1) Why knowing how to write code actually hurts your business.
2) Why your better off starting a business without an idea.
3) How you can start a business without raising money, but still have revenue to pay a developer without sacrificing equity.

So the main USP of the program seems to be that you will be privy to seeing a lot of the process that goes into creating a SaaS business.



After attending the course it seemed that gregh concluded that the bulk of the Foundation was more fixing your mindset and motivating you. That is a big difference!

Now I've never taken the course myself and I cannot attest to how accurate that statement is, but this is what I got from gregh's post here that raised flags with me.

An overall cultish atmosphere that discouraged disagreement or raising questions.

Dane recruited tutors or teachers to give 1 on 1 sessions for help, and these teachers often didn't build SaaS of their own.

Although Dane offered 1 on 1 mentoring, much of that was on limiting beliefs and such.

One of the major success stories is Sam Ovens who is featured prominently in the intro video and is the first Facebook comment you see on the Foundations website. It appears as though he is operating an MLM type consulting business that may be related to the Foundation.

Incorporating "salesy" marketing tactics like saying that you have to apply to get in.

There was not enough useful info on the actual process of starting an SaaS business. The most useful part was in the process of interviewing businesses and extracting info from them.

There are 3 or 4 members here who have taken the course and they seem to agree with gregh's assessment.



Truthfully, I still don't know what to make of the Foundation. Having been taken by Guru's in the past I am particularly cautious when I see redflags. It seems like to me that the people who would benefit the most from the course are tech guys who are in slow lane jobs who need extra help with motivation and establishing the proper mindset. But this course is specifically targeted to people who have no experience at all.


There seems to be some controversy with gregh asking for a refund. I think after reading TMF, and also Biophases and Vigilantes thread here, that are worth 4k easy I have a better understanding of what to expect from a course. If you attend a course or buy an info product and expect a refund because said product didn't make you money, than I think that is horrible. But if you buy a product that heavily promotes teaching a process and the course fails at it, then I think there is nothing wrong with asking for a refund.


Gregh speed+ to you. I think it takes a lot to put your failures up on the big screen for others to see here. I know that I have benefited from reading it and others have to, including Dane Maxwell himself.

Dane Maxwell speed+ to you. I really appreciate you doing the AMA here and I have learned a lot from reading it. Please do not think I am against the Foundation. I honestly don't know what to think of it. I think it takes a lot of balls to put your business on an open forum here and hear peoples honest opinions on it. I appreciate you hanging in there and responding like a human being would.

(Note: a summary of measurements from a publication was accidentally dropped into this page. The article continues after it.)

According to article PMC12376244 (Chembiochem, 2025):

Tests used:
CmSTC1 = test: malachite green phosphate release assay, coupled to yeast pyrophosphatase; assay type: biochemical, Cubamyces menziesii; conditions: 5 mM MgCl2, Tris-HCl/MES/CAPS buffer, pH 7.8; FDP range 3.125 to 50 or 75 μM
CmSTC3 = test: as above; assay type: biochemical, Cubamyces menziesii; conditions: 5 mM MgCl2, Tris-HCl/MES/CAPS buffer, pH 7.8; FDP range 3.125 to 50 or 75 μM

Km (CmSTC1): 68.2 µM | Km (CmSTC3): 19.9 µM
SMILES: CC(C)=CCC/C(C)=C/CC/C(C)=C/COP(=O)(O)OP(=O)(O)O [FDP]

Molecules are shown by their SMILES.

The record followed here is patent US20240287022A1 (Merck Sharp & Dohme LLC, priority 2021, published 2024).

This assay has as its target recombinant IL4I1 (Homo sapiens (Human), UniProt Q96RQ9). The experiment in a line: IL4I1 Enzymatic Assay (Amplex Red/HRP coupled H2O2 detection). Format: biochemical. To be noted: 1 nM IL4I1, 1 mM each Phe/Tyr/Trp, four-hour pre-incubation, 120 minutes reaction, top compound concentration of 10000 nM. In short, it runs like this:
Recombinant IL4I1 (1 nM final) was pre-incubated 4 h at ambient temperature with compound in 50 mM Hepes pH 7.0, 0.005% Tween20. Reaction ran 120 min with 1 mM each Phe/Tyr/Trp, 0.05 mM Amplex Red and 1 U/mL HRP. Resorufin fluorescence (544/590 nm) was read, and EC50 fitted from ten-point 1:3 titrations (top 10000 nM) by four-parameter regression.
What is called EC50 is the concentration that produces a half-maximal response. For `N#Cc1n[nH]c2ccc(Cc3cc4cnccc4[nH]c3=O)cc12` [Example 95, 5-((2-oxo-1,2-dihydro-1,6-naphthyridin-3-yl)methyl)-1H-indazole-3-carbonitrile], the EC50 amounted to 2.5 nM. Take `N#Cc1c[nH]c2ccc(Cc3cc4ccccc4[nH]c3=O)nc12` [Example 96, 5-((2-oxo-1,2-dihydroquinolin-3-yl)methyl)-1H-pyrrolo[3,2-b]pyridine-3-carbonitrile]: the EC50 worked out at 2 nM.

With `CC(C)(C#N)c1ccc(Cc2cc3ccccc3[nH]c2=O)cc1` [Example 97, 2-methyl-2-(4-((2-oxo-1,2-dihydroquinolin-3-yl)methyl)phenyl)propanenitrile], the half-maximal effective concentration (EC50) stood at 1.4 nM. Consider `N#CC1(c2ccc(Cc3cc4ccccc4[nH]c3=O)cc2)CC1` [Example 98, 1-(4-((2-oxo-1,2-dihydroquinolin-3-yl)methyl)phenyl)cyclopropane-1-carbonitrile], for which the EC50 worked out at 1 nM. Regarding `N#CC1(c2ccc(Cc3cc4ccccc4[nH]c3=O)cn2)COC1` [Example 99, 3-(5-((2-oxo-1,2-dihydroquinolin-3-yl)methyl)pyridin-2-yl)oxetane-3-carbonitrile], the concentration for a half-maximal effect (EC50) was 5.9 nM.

After reading your posts here I definitely don't think you are trying to swindle anybody. I think you are genuinely interested in helping people and I think you have a lot to share. I don't know where the Foundation is now, but I think that maybe some of the discontent from former students may have been because the marketing content and the actual course work was not harmonized yet.
 

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pisco

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Hello guys,

Thx for sharing your experience.

From the people who succeded, which market did they pick? Is there a common pattern?

Thx in advance for your reply!
 

Tank

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@theag

Having labeled yourself as an "a**hole," and possibly "The Adjutant General" (I'm guessing this is what theag means) for this forum, it must be a heavy burden on you to live down to these roles. I sense a tremendous pain in the sarcasm of your posts and the way you lash out punishment to someone who has not harmed you in any way.

I care about you, theag.

I want you to live well, prosper, and find happiness while adding value to others lives.

I just want you to know I'm here for you and you can PM me to discuss the roots of your need for self-deprecation.

Here's a couple of helpful quotes from Dr. Albert Einstein:

"In order to be a perfect member of a flock of sheep, one has to be, first and foremost, a sheep."

"The true value of a human being is determined primarily by the measure and the sense in which he has attained liberation from the self."

Wishing you all the best,
Tank
 

exige

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I know MJ said this thread is full of #FAIL, and it is. But, I also wanted to point out that I think this thread is also full of awesome, for this reason: look at all of these forum members who won't give up on you GregH! Even Dane himself, offering you a refund but still here trying to help you.